The claim that painting is dead has reoccured with great regularity over the years, because technology is always moving forward, creating a dazzling array of new ways to make images.

During the 1990s artists became increasingly indulgent – like naughty children they wanted to shock, but the only real shock was the employment of artisans to do their work for them. Then there were the naval gazers. ‘Look at me’, they bleated – ‘I’m full of angst and want to tell my story’. Fortunately, self analysis is no longer cool and science backs up the view that too much introspection is bad for us – looking outwards is far healthier. And then there are the artists still painting fruit bowls and goldfish… Is is any wonder that so many commercial art galleries are empty?

Art is usually related to the period in which it is produced  and ‘now’ couldn’t be a better time to show ourselves as part of nature, rather than living above and dominating it. We can no longer ignore the havoc we are causing and this should be reflected in the art we produce.

Certainly landscape painting is of its time, although in the past it has either romanticised the natural world, or glorified the changes that humans have made.

John Constable’s ‘Hay Wain’ is amongst the most famous and seriously underrated paintings ever made; its artistic reputation steadily eroded over the years to the level of chocolate box art.

The Hay Wain is a romantic idyl for us today, but in its time the painting was a rural reality, and this may explain why it didn't sell when first exhibited - it wasn't romantic enough for the period in which it was painted.
The Hay Wain is a romantic idyl for us today, but in its time the painting was a rural reality, and this may explain why it didn’t sell when first exhibited – it wasn’t romantic enough for the period in which it was painted.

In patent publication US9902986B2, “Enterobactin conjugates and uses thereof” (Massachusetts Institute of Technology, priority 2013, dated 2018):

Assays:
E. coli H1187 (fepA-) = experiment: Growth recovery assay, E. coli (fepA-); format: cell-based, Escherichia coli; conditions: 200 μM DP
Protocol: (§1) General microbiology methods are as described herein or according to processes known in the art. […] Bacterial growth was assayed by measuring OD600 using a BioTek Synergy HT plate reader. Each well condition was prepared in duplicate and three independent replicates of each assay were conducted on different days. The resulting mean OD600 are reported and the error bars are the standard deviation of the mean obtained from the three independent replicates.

Our understanding of the painting has been seriously skewed by the passage of time. Apart from the course of the river Stour and the usual wild Constable sky, everything else is a construct of man and we might do well to reassess it with the benefit of the passage of 200 years.

Constable moved trees and buildings for artistic convenience, but still he painted a certain reality. Sadly I can’t paint as well as he did; I can’t even copy his technique – he sparkled the surface of his oils with white flecks that are difficult to emulate.

My paintings aren’t in any case a reality; they are allegories that examine our relationship with the natural world. ‘The Mixed Blessing’ was painted under the influence of place; it would not exist if I lived outside of this land of eagles, and relates directly to  a moment in time.

The Mixed Blessing.
The Mixed Blessing.

On one level the baby represents us, and the eagles, the natural world. On another level the baby might be Jesus giving a blessing, and careful examination indicates that the blessing is not all that it at first seems.

Close to the beginning of the Old Testament God says ‘Let man have dominion over the fish of the sea, and over the fowl of the air and over the cattle and over all the earth and over every creeping thing that creepeth on the earth.’ Genesis 1:26. The King James Bible – a book that would be much shorter if God had been less inclined to repeat things.

At 1:28 God expands his instructions. ‘Be fruitful and multiply, and replenish the earth, and subdue it: and have dominion over the fish of the sea, and over the fowl of the air, and over every living thing that moveth on the earth.’  This, all too spookily, is a description of our present behaviour. Maybe it’s a co-incidence – perhaps we’d be doing the same things even without God’s rule book, but as a directive – under the present circumstances, the ‘dominion over’ approach is seriously misguided.

I am not concerning myself with either God’s will or his existence, the point is that societies based upon Judeo-Christian foundations adhere to certain doctrinal behaviours, often long after their religions have faded, and that may not be a good thing.

Detail from my painting - not quite up to Leonardo, but in fairness it's tiny.
This detail from my painting – is not quite up to Leonardo, but in fairness it’s tiny compared to the original.

THE STORY OF THE PAINTING.